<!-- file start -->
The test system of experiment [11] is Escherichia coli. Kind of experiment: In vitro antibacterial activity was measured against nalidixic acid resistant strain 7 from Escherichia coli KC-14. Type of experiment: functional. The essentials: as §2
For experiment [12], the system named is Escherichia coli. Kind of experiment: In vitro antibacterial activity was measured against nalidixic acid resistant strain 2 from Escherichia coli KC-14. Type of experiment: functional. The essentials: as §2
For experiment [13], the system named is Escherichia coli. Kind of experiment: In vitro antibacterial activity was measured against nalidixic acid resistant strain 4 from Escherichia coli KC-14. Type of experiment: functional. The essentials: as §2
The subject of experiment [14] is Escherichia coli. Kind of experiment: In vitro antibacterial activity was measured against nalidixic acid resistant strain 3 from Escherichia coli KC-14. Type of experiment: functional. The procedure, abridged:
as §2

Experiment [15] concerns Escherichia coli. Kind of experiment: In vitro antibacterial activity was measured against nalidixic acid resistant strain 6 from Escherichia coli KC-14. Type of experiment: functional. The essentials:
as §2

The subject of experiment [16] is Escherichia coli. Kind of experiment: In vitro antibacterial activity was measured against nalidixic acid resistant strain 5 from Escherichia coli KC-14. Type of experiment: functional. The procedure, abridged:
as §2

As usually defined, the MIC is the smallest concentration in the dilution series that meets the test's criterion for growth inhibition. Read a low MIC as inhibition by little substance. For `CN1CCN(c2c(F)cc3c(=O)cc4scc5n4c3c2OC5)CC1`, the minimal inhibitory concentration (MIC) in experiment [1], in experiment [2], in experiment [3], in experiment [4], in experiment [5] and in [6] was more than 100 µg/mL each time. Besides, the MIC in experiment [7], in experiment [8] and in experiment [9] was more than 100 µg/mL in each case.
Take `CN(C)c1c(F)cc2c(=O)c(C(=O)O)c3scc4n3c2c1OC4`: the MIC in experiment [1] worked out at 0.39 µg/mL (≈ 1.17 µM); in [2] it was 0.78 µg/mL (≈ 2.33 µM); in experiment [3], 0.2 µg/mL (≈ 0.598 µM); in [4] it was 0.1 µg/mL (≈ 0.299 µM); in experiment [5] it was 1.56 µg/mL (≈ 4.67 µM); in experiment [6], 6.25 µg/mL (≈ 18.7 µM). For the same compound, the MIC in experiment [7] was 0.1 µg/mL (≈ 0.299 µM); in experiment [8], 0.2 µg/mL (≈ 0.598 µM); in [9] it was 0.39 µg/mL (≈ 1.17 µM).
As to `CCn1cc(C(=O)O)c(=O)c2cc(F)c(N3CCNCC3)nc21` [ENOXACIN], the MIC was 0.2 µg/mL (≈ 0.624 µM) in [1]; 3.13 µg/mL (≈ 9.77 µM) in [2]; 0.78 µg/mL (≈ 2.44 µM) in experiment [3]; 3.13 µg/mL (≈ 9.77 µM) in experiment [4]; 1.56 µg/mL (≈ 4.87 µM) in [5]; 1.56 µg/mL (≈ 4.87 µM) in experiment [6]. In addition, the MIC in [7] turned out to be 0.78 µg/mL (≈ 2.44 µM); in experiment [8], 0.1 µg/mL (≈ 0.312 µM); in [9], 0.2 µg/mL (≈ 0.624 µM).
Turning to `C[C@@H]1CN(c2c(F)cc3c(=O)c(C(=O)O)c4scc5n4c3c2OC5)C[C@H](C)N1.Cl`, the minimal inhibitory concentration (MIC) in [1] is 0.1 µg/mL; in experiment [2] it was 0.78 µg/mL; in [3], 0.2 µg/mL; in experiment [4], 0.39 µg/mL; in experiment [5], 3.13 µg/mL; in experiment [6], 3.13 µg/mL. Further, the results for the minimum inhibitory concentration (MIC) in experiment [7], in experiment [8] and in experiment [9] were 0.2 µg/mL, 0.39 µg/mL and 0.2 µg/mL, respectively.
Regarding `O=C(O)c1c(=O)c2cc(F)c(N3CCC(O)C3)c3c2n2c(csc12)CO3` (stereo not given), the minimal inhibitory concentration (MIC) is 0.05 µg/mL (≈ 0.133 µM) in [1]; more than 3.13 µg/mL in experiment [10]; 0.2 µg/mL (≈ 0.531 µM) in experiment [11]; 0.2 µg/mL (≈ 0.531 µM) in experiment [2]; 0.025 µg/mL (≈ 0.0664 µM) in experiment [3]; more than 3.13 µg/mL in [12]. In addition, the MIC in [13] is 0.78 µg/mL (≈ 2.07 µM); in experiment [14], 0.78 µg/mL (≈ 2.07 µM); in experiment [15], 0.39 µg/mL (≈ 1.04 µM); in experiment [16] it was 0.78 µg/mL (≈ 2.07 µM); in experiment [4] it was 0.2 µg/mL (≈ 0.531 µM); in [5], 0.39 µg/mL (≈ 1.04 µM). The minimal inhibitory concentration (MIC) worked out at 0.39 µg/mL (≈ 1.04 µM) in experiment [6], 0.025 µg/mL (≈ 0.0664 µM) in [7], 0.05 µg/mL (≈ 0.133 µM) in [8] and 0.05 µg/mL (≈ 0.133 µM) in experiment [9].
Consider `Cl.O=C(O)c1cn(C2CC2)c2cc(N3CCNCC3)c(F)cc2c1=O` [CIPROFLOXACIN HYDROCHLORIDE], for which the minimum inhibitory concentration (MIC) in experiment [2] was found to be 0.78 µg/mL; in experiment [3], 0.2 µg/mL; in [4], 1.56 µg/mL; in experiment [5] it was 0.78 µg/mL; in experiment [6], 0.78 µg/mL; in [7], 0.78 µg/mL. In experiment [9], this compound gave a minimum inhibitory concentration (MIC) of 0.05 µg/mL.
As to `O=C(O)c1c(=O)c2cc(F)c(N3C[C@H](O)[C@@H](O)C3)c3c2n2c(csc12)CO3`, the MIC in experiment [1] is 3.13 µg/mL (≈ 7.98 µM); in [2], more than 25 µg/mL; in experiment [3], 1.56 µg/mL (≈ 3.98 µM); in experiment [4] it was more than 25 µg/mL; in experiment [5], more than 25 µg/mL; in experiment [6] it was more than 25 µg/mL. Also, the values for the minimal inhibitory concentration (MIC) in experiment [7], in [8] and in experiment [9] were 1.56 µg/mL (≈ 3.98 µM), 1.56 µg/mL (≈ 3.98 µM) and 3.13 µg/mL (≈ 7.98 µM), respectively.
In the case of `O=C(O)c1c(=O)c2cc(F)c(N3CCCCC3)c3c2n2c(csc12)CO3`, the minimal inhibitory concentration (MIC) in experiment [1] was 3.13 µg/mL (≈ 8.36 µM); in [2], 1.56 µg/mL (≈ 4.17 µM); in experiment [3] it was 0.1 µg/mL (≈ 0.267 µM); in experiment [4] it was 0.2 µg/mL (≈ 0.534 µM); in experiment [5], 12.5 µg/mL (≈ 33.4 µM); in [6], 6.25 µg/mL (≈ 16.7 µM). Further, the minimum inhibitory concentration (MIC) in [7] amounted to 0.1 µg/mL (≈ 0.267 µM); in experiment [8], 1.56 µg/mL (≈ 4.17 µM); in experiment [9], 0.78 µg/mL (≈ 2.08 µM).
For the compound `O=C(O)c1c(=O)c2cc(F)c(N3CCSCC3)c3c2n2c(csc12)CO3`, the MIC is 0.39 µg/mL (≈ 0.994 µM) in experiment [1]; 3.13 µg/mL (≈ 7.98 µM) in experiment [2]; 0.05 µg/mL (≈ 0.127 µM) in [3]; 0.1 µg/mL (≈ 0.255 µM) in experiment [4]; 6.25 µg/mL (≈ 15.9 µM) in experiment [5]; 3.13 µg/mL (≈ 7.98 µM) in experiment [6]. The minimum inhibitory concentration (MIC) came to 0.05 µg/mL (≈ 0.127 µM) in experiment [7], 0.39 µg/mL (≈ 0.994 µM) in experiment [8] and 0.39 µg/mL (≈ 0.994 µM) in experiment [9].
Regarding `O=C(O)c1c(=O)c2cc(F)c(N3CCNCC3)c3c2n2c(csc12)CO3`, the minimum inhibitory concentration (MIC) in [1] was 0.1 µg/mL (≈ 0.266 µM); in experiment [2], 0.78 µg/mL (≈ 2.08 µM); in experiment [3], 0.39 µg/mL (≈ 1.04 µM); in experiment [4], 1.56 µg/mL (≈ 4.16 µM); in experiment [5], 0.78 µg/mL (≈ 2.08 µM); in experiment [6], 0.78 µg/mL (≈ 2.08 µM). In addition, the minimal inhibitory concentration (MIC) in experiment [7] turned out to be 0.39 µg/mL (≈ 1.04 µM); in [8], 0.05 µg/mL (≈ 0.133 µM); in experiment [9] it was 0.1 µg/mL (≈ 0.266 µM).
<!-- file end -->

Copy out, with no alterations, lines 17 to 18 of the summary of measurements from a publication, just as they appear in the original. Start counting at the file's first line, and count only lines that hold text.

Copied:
In the case of `O=C(O)c1c(=O)c2cc(F)c(N3CCCCC3)c3c2n2c(csc12)CO3`, the minimal inhibitory concentration (MIC) in experiment [1] was 3.13 µg/mL (≈ 8.36 µM); in [2], 1.56 µg/mL (≈ 4.17 µM); in experiment [3] it was 0.1 µg/mL (≈ 0.267 µM); in experiment [4] it was 0.2 µg/mL (≈ 0.534 µM); in experiment [5], 12.5 µg/mL (≈ 33.4 µM); in [6], 6.25 µg/mL (≈ 16.7 µM). Further, the minimum inhibitory concentration (MIC) in [7] amounted to 0.1 µg/mL (≈ 0.267 µM); in experiment [8], 1.56 µg/mL (≈ 4.17 µM); in experiment [9], 0.78 µg/mL (≈ 2.08 µM).
For the compound `O=C(O)c1c(=O)c2cc(F)c(N3CCSCC3)c3c2n2c(csc12)CO3`, the MIC is 0.39 µg/mL (≈ 0.994 µM) in experiment [1]; 3.13 µg/mL (≈ 7.98 µM) in experiment [2]; 0.05 µg/mL (≈ 0.127 µM) in [3]; 0.1 µg/mL (≈ 0.255 µM) in experiment [4]; 6.25 µg/mL (≈ 15.9 µM) in experiment [5]; 3.13 µg/mL (≈ 7.98 µM) in experiment [6]. The minimum inhibitory concentration (MIC) came to 0.05 µg/mL (≈ 0.127 µM) in experiment [7], 0.39 µg/mL (≈ 0.994 µM) in experiment [8] and 0.39 µg/mL (≈ 0.994 µM) in experiment [9].